California supports displaced workers with new training grant program

Initiative focuses on upskilling, reskilling and other learning and development efforts

California supports displaced workers with new training grant program

California continues to help workers who lost their jobs due to the COVID-19 pandemic re-enter the workforce.

Through the Golden State Education and Training Grant Program (GSETGP), the government seeks to reskill and/or upskill displaced workers, as well as provide them access to educational or training programs

Applicants can get $2,500, which they can use to cover their training costs.

Read more: California dominates top 100 internships list

Eligible candidates are those who:

  • were displaced from employment due to the COVID-19 pandemic
  • were not enrolled in a training program or institution of higher education at the time they were displaced from employment
  • have been unable to obtain employment that provides an average monthly wage that is equal to or greater than the average monthly wage received from their employment prior to the COVID-19 pandemic
  • meet the income and asset criteria to be eligible for a Cal Grant A award (pursuant to subdivision (k) of California Education Code Section 69432.7)
  • are enrolled in a qualified education or training program, including at any California community college, California State University or University of California

The program was established and funded in the 2021 California Budget Act.

“This could be a great opportunity for some of our students,” said Michelle Reyes, counselor at Fremont, CA-based Ohlone College, via LinkedIn.

Once applicants apply and are found to meet the program requirements, campus offices must verify that the applicant is enrolled at their institution, which triggers the payment process. Grants will be disbursed directly to the educational institution or training provider for disbursement to the applicant.

Applicants can apply online at by logging into their CSAC Account. If they do not have an account, they can create one using the “first time user” registration option.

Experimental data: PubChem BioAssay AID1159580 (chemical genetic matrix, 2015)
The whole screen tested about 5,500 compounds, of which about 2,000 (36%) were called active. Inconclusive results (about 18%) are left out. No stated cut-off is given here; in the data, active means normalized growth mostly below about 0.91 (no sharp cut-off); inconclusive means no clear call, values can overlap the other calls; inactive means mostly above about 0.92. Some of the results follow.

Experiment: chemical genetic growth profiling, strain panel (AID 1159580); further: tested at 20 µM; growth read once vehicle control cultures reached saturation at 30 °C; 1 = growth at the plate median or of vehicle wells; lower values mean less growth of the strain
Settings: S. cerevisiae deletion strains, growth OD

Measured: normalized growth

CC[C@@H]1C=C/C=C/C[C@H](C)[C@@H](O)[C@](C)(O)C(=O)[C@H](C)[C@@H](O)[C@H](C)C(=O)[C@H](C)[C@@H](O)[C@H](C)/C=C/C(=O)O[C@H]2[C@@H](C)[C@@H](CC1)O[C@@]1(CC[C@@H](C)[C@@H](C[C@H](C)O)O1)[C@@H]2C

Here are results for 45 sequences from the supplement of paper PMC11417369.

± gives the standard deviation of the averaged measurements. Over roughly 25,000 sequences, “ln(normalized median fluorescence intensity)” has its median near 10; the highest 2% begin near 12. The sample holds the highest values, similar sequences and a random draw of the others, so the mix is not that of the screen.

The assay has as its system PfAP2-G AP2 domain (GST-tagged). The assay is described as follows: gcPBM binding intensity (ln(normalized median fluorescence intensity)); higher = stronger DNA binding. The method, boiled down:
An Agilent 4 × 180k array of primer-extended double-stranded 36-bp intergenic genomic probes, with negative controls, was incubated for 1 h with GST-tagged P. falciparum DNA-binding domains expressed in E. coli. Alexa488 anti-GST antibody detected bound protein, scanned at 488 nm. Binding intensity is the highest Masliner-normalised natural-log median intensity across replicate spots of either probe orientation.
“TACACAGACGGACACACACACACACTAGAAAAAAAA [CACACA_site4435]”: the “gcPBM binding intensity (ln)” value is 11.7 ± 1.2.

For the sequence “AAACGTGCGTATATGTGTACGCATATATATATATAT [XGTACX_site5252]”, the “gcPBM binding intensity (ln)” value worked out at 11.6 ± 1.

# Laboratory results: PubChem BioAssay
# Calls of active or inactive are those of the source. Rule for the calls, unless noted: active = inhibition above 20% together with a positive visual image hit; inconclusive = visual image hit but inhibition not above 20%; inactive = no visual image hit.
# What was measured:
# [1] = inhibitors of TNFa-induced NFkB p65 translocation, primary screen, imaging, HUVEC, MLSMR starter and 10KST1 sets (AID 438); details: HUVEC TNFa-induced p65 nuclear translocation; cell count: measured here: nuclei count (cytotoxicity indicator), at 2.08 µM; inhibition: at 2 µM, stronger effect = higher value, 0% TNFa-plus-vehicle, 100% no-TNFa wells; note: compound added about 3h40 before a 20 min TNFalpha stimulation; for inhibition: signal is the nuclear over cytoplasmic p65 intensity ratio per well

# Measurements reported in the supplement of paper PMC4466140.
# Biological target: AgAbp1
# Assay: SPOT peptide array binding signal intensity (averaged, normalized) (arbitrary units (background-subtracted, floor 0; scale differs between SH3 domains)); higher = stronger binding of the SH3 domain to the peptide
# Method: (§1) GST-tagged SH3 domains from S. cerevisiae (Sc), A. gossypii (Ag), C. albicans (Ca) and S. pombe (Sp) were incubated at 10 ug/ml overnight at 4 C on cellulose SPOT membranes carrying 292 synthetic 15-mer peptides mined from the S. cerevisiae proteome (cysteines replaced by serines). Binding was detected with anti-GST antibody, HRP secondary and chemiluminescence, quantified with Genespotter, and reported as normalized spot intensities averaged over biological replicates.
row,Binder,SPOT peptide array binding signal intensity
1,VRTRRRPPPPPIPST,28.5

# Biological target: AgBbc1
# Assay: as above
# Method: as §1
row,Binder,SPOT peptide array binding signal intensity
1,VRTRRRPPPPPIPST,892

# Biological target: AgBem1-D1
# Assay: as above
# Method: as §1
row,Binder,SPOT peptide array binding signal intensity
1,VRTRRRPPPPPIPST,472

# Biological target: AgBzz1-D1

“Though the completion of the FAFSA/California Dream Act Application is not needed for this program, we encourage students enrolling in college to complete the FAFSA or Dream Act application to qualify for any additional financial assistance,” according to the California Student Aid Commission.

The California government has invested more than $231 million to “advance and expand apprenticeship” via the 2022-2023 state budget, the Department of Industrial Relations (DIR) noted in July. Labor Secretary Natalie Palugyai said the apprenticeship is fundamental to addressing California’s workforce development needs.

Read more: IBM ‘continuing to hire’ ahead of recession

Meanwhile, more than a dozen companies headquartered in California cracked this year’s list of the Top 100 Internship Programs, presented by Yello, a Chicago-based HR tech firm. Also, employers can benefit from these programs, as many are still looking to hire more workers.

IBM is “continuing to hire,” Obed Louissaint, senior vice president of transformation and culture at IBM, told HRD. In August, Citigroup announced plans for a hiring spree to fill a new division. Also, the U.S. government’s commitment to infrastructure development is being stymied by the ongoing labor shortage, as reported in June.

This is the case even though some high-profile brands, particularly in California, have laid off workers. More than 600 startups and tech firms have laid off more than 100,000 people in 2022, according to professional social network Blind’s tech layoffs tracker.

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